Sanders on Friday called the interference an “ugly thing” that is attempting to “divide us up.” “That’s what they did in 2016. That is the ugliest thing they’re doing, is they are trying to cause chaos, trying to cause hatred in America,” Sanders told reporters. “It is an ugly business and all of us have…
Sanders on Friday called the interference an “ugly thing” that is attempting to “divide us up.”
“That’s what they did in 2016. That is the ugliest thing they’re doing, is they are trying to cause chaos, trying to cause hatred in America,” Sanders told reporters. “It is an ugly business and all of us have got to say, ‘sorry, you are not going to do this in this election.'”
The blast from Sanders comes just days after the New York Times reported that the House Intelligence Committee received a Feb. 13 briefing that Russia had plans to interfere in this year’s elections, including the democratic race, and favored Trump. Trump lashed out at acting director of national intelligence Joseph Maguire for the briefing, the report says, suggesting Democrats would use this against Trump during his reelection campaign.
Trump dismissed those reports in a tweet as “another misinformation campaign” by Democrats, and claimed later that unspecified individuals had been spreading rumors on the matter.
“I was told it was happening, I was told a week ago,” he said at a rally on Friday.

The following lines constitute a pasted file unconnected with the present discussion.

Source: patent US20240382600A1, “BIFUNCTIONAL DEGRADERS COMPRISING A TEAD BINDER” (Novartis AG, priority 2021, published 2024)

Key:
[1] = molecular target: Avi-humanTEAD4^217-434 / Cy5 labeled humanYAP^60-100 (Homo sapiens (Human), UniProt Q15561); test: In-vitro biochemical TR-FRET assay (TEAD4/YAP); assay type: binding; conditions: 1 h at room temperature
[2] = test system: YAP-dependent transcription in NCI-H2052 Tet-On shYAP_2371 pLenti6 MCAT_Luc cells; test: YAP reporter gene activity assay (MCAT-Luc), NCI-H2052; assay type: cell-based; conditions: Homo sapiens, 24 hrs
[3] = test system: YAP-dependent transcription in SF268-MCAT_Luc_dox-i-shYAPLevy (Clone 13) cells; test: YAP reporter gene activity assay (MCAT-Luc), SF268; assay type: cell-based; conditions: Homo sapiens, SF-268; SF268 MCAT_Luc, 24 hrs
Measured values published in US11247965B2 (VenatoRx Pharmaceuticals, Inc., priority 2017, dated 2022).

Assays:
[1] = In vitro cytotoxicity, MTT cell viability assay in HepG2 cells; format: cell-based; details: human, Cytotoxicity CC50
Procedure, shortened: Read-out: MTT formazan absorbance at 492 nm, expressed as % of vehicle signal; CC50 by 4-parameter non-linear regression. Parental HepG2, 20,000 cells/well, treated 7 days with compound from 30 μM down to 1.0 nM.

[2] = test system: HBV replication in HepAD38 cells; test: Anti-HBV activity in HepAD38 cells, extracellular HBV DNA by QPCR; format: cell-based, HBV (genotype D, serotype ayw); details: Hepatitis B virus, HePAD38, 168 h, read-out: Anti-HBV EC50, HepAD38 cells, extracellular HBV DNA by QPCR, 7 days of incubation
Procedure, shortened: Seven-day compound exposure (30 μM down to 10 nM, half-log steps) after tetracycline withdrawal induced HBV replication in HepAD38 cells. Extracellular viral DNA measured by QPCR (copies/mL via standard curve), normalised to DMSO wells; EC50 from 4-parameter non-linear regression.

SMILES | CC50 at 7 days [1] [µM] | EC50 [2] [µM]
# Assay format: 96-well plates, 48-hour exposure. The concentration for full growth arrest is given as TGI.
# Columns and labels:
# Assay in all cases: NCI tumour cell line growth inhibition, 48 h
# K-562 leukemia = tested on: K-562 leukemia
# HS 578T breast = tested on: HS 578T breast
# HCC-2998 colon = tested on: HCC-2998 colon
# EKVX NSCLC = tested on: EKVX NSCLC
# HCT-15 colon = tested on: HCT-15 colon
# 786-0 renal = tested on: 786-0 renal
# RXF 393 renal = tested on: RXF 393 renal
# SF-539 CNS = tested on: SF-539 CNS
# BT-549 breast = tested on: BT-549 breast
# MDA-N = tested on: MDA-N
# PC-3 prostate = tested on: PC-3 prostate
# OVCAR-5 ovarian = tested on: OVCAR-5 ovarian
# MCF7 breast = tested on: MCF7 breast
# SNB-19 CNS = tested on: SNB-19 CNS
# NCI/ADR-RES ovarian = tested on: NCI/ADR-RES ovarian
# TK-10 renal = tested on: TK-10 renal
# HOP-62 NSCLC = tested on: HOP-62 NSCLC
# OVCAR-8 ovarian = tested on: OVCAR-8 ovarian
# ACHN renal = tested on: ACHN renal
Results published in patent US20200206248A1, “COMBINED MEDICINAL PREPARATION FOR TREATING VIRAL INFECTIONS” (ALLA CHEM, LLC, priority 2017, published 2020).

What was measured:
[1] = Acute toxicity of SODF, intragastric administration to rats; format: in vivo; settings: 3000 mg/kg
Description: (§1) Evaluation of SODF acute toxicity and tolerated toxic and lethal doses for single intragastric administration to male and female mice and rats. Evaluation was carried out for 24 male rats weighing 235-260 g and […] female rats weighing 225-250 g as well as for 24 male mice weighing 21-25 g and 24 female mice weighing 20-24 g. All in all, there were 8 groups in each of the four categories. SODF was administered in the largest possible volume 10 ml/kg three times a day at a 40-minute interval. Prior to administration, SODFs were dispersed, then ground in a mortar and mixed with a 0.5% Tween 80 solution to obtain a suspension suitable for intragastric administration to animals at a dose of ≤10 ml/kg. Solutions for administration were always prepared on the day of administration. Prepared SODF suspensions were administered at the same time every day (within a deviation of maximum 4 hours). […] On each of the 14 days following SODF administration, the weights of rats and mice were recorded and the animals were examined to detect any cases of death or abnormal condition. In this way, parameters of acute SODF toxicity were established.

Hillary Clinton, who has been vocal about Russia’s interference in 2016, weighed in on the controversy on Friday, calling Trump “Putin’s Puppet.”
“Putin’s Puppet is at it again, taking Russian help for himself,” Clinton tweeted. “He knows he can’t win without it. And we can’t let it happen.”
Trump’s campaign spokesman, Tim Murtaugh, shared the Post’s article on Twitter and said, “We condemn and reject foreign interference in American elections in any form.”
Sanders on Friday also denounced Russia’s interference in the 2016 elections, and suggested that some of the reports about inappropriate online behavior from his supporters, known as “Bernie Bros,” might not be his “real supporters.”
“In 2016, Russia used internet propaganda to sow division in our country, and my understanding is that they are doing it again in 2020,” the statement said. “Some of the ugly stuff on the internet attributed to our campaign may well not be coming from real supporters.”
As Sanders walked away from reporters during Friday’s gaggle, he was asked why the report is coming out now if he was briefed a month ago. The Vermont senator turned the question back to reporters with a cryptic response.
“I’ll let you guess about, one day before the Nevada Caucus. Why do you think it came out?” Sanders said. “It was the Washington Post. Good friends.”